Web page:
One of the best remakes you’ll ever see.
It’s rare that a remake can not only equal the original but become wholly iconic in itself, but Philip Kaufman’s supremely creepy version has become just as enduring an example of science-fiction. Don Siegel’s 1956 original was and still is a classic of the genre, but Version 2.0 is up there with the very best remakes, up there with John Carpenter’s The Thing and David Cronenberg’s The Fly. Ominousness and uncertainty is everywhere in this film – Kaufman and cinematographer Michael Chapman have an absolute ball milking paranoia and uncertainty from every potential moment.
Just like last time, mysterious plant life from outer space is slowly replacing humankind with sentient, emotionless duplicates. Right from the eerie opening credits, where unidentified alien life floats across the screen and towards Earth, the sense of icky, sticky foreboding is utterly tangible. It only gets worse/better from then on. In fact, the alien takeover happens more or less immediately, as Public Health Department worker Elizabeth (Brooke Adams) wakes up to discover that her lively, excitable husband has got out of bed with a seemingly different personality. Other people in the streets seem a little off too. Something’s not right. She confides in her work colleague Matthew (Donald Sutherland) and though he’s initially sceptical, there’s too much unprovable but uncanny evidence to suggest that San Francisco (although it’s unknown if any of this is happening elsewhere in the world, most likely methinks) really is being taken over…
Sutherland, an obviously well-known and well-loved yet fasinatingly unique leading actors, has a quietly authoratitive presence, and his chemistry with the warm and sympathetic Adams is wonderfully natural. You really feel the friendship and romantic tension between the two. Leonard Nimoy, as a psychiatrist whose calm, efficient demenaour means it’s difficult to tell if he’s already been turned, is weirdly unnerving – and that’s not just to do with the prospect of seeing Spock smile! Jeff Goldblum and Veronica Cartwright give great support as a couple caught up in the paranoia. In the pantheon of great cinematic cameos, the appearance of original star Kevin McCarthy, reprising his frenzied howls of ‘You’re next!!!’ has to be one of the all-time best. Keep an eye out fora genuine blink-and-you’ll-miss-it appearance from Robert Duvall. A more noticable mini-appearance comes from original Invasion director Don Siegel as a cab driver.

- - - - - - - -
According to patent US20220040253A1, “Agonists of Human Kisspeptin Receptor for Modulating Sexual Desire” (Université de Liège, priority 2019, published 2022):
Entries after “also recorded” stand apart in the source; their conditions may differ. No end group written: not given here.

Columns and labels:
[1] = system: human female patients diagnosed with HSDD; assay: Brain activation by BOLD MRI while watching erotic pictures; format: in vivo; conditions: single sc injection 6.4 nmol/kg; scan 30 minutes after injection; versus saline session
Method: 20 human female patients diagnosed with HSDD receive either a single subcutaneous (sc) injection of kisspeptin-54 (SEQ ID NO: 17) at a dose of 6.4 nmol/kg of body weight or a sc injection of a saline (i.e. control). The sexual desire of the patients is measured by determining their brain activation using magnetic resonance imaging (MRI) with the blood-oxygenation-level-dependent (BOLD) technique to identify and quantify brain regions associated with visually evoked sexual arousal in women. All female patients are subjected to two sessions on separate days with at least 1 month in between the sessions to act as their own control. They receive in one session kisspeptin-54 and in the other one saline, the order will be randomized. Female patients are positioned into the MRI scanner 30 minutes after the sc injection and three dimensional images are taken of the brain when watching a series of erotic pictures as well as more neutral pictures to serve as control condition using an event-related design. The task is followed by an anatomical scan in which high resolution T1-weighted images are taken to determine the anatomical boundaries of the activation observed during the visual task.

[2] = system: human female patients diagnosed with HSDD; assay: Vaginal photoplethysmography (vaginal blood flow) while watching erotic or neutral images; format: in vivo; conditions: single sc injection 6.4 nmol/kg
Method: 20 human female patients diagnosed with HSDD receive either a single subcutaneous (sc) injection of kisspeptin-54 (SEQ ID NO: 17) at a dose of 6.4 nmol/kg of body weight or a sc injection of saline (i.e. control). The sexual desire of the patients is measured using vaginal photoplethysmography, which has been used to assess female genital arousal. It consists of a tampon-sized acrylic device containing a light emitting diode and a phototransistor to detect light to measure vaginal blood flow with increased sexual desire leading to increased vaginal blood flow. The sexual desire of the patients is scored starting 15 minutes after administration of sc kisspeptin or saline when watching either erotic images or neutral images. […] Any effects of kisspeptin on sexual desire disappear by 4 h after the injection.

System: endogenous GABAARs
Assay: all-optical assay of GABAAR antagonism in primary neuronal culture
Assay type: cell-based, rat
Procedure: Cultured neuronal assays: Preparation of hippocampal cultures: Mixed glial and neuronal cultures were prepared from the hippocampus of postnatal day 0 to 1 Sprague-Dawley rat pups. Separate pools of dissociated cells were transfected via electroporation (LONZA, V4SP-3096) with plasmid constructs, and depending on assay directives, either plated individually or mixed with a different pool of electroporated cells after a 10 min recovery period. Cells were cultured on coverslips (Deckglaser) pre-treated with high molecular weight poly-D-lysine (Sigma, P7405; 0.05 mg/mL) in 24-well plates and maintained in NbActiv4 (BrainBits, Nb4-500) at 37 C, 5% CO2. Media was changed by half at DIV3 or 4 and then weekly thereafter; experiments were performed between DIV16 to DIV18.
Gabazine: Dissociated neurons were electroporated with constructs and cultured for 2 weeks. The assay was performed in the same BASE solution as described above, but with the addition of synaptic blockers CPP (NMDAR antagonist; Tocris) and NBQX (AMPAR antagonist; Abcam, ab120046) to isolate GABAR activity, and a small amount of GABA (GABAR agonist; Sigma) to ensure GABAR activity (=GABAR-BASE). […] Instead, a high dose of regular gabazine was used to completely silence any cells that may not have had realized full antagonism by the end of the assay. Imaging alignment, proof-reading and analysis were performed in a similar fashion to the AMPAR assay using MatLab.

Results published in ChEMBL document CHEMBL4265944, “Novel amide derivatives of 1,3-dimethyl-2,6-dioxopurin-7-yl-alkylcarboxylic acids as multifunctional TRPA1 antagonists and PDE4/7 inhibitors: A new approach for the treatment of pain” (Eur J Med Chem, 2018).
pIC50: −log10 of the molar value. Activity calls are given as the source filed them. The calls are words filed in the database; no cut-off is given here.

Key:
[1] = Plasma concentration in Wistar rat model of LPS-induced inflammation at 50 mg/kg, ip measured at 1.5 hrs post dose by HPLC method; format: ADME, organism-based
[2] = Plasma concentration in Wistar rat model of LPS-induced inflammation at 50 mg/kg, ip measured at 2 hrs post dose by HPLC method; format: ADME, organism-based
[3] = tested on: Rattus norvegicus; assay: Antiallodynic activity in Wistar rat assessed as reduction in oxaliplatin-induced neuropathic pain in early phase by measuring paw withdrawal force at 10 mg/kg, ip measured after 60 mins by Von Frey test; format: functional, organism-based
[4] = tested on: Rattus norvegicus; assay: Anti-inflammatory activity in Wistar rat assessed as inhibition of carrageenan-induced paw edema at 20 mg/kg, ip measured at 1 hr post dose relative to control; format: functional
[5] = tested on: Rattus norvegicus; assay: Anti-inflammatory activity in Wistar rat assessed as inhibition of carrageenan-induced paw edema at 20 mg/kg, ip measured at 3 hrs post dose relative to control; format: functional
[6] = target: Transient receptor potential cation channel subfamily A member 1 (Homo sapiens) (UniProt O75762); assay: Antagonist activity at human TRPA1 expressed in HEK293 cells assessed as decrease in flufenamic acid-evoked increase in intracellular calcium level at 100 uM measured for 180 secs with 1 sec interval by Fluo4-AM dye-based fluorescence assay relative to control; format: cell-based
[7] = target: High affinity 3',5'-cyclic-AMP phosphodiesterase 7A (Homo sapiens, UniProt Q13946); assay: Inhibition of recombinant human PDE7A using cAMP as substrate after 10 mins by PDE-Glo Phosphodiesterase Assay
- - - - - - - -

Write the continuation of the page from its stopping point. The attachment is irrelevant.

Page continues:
The now-famous pointing-and-screaming conceit is still wonderfully spooky (so much that the latest Blu-Ray artwork in the UK shows a certain character perform it, which is a bit a spoiler for those yet to watch the film), while the insane dog with a human face shock is still wildly weird (and a genuine reason for any character to break their phoney pod-person cover in surprised horror) and the plant effects are gloriously icky and freaky. Violence is sparse but when it comes it’s gooily effective, and the sight of a dispensed-with victim’s face caving in on itself is genuinely disturbing. One sequence as Sutherland is asleep in the garden and the surrounding greenery forms pods and human duplicates in a matter of minutes is absolutely gripping. Also, at times this film resembles a prototypical ‘running zombie’ movie, with effective scenes of the pod people relentlessly pursuing our heroes through the dead streets. The ending remains one of the most jolting and scary in SF/horror cinema – no music follows over the end credits. Sometimes silence is all that’s appropriate after a finale like that.
Two more versions would follow – the next in 1993, surprisingly directed by Abel Ferrara, was effectively creepy but not as well made as the first two. The last to date, simply titled The Invasion (2007) and starring Daniel Craig and Nicole Kidman, is something I’ve not dared approach given how ‘meh’ it’s meant to be.
PS: Just like the last film I reviewed here, Race with the Devil, this was a PG when it came out in the US! Considering the extremely creepy tone, occasional gore and nudity, it just goes to show how crazy the ratings board was back then. Crazy in a good way, obviously. We were a lot more sensible/wimpy here in the UK – the film got an X.